Pore-Scale Visualization of Colloid Transport and Retention

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Pore-Scale Visualization of Colloid Transport and Retention
in Partly Saturated Porous Media
John T. Crist, John F. McCarthy, Yuniati Zevi, Philippe Baveye,
James A. Throop, and Tammo S. Steenhuis*
Reproduced from Vadose Zone Journal. Published by Soil Science Society of America. All copyrights reserved.
ABSTRACT
Wan and Wilson (1994a), colloid transport experiments
with porous media have been based on mass balance
of breakthrough colloid concentrations in packed-sand
columns (Wan and Wilson, 1994b; Schafer et al., 1998;
Jewett et al., 1999; Jin et al., 2000; Lenhart and Saiers,
2002). On the basis of analyses of outflow concentrations
of colloid particles, these authors found that more particles were retained in the column at lower water contents
(or under conditions where there were higher percentages of trapped air). Retention, measured as reduced
colloid concentrations in the column outflow, was attributed to sorption at the AW interface and film straining.
In one case retention of bacteriophages in a batch system was ascribed to the presence of a dynamic AWS
interface (Thompson et al., 1998; Thompson and Yates,
1999). New data suggest, however, that conceptual models of colloid transport in unsaturated media need to be
reexamined. It has been generally assumed, based on
visualization studies using etched-glass micromodels (Wan
and Wilson, 1994a), that retention at the AW interface
was relevant to a wide variety of colloids, including hydrophilic and hydrophobic latex microspheres, clay particles, and bacteria. In contrast, Wan and Tokunaga (2002)
demonstrated in bubble column experiments that only
positively charged particles attached to the negatively
charged AW interface, suggesting that immobilization
at the AW interface would be limited to a smaller subset
of environmental colloids. Wan and Tokunaga (1997)
conceptualized film straining as a colloid retention process within thin films of water flowing from one pendular
ring to the next. However, Lenhart and Saiers (2002),
noting that calculated water film thicknesses were 20fold smaller than their 0.4-␮m colloids, concluded that
the relevant immobilization process was the degree of
pendular ring discontinuity, rather than immobilization
in thin water film.
Therefore, it is appropriate to consider alternate explanations for the observed retention of colloids in unsaturated transport studies. In this paper, we describe
a novel pore-scale visualization technique. In contrast
to two-dimensional micromodel visualization studies,
this new method is adapted to the three-dimensional,
sandy soil matrix with flowing water through a complete
infiltration and drainage cycle (Wan and Wilson, 1994a,
1994b; Wan et al., 1994). The results help to reconcile
some inconsistencies among earlier studies.
In unsaturated porous media, sorption of colloids at the air–water
(AW) interface is accepted as a mechanism for controlling colloid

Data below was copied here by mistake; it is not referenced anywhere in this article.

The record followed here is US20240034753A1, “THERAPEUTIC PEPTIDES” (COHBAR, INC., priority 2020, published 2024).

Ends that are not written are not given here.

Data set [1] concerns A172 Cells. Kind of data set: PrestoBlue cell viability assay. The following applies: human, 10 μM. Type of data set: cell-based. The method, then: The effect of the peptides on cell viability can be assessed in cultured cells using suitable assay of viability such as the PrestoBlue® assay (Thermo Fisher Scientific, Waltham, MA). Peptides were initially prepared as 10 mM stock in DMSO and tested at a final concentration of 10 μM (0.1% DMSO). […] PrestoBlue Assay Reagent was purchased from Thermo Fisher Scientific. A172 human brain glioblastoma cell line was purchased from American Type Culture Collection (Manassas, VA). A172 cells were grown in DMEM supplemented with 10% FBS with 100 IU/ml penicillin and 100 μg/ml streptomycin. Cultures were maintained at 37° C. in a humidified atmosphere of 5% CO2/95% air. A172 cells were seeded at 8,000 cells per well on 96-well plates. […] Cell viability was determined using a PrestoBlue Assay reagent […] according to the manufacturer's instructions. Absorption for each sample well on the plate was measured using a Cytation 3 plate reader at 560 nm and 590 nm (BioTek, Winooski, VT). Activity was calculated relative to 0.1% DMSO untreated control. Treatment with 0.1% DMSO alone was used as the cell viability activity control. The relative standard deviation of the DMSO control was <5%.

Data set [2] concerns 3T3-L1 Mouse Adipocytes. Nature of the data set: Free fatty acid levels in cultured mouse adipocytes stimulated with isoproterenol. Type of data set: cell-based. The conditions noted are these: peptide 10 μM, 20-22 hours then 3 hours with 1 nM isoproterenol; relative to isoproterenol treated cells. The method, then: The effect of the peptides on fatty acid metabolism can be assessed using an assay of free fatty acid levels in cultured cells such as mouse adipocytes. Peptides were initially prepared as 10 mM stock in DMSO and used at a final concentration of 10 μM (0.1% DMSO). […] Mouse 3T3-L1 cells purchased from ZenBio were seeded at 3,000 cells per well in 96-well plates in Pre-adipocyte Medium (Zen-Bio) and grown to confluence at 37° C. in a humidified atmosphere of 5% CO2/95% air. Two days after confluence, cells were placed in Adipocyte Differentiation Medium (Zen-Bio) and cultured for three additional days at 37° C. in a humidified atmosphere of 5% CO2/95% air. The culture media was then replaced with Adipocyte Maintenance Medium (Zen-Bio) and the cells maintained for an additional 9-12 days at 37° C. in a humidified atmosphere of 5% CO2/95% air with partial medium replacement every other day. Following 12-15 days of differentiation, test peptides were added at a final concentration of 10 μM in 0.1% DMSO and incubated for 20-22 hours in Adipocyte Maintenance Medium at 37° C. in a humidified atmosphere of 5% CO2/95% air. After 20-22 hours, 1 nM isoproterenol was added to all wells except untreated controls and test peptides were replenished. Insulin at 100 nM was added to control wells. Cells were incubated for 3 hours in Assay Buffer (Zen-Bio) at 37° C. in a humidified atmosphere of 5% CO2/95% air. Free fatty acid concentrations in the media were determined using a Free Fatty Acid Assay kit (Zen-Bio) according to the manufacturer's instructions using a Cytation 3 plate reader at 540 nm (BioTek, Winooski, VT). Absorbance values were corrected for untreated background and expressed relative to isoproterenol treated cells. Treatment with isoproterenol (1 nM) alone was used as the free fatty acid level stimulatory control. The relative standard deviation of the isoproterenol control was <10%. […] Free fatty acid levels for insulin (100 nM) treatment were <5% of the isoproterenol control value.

retention and mobilization. However, limited actual pore-scale observations of colloid attachment to the AW interface have been made. To
further investigate these processes, a real-time pore-scale visualization
method was developed. The method builds on the light transmission
technique for fingered flow studies in packed-sand infiltration chambers and combines it with high-resolution, electro-optical hardware
and public domain imaging software. Infiltration and drainage of
suspensions of hydrophilic negatively charged carboxylated latex microspheres provides compelling visual evidence that colloid retention
in sandy porous media occurs via trapping in the thin film of water
where the AW interface and the solid interface meet, the air–water–
solid (AWS) interface. With this modified theory of trapped colloids
at the AWS interface, we are able to explain the apparent discrepancy
between previous experimental evidence of hydrophilic colloids seemingly partitioning to the AW interface and more recent findings that
suggest this type of colloid does not adsorb at the AW interface.
T
ypically defined as suspended particulate matter
with diameters ⬍10 ␮m (Stumm, 1977), colloids exist
as organic and inorganic materials such as microorganisms, humic substances, clay minerals, and metal oxides
(McCarthy and Zachara, 1989). Scientific reviews emphasize the need for more research on the mechanisms
controlling transport and retention of colloids in the
unsaturated zone (Ouyang et al., 1996; Kretzschmar et
al., 1999; McCarthy, 2003). While colloid transport in
saturated porous media is dominated by colloid interactions at water–solid interfaces, the presence of a third
phase, air, introduces additional retention mechanisms
for colloid transport in partially saturated porous media.
Based on the pioneering work of Wan and Wilson (1994a),
the interaction of colloids with the AW interface has
been invoked as a dominant process in colloid retention.
Wan and Tokunaga (1997) also introduced an additional
mode of colloid retention. Invoking a concept of film
straining, they proposed that transport of suspended
colloids could be retarded due to physical restrictions
imposed when the thickness of water films fell below
the diameter of the colloids.
Other than the pioneering visualization studies of
J.T. Crist, Y. Zevi, J.A. Throop, T.S. Steenhuis, Dep. of Biological
and Environmental Engineering, Riley-Robb Hall, Cornell University, Ithaca, NY 14853; J.F. McCarthy, Dep. of Geological Sciences,
Univ. of Tennessee, Knoxville, TN 37996; P. Baveye, Dep. of Crop
and Soil Sciences, Cornell Univ., Ithaca, NY 14853. Received 6 June
2003. Special Section: Colloids and Colloid-Facilitated Transport of
Contaminants in Soils. *Corresponding author ([email protected]).
MATERIAL AND METHODS
The principal components of the experimental setup were
the infiltration chamber, mounting assembly, light source,
electro-optical equipment (lens, camera, and computer sys-
Published in Vadose Zone Journal 3:444–450 (2004).
 Soil Science Society of America
677 S. Segoe Rd., Madison, WI 53711 USA
Abbreviations: AW, air–water; AWS, air–water–solid; PV, pore volume.
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Reproduced from Vadose Zone Journal. Published by Soil Science Society of America. All copyrights reserved.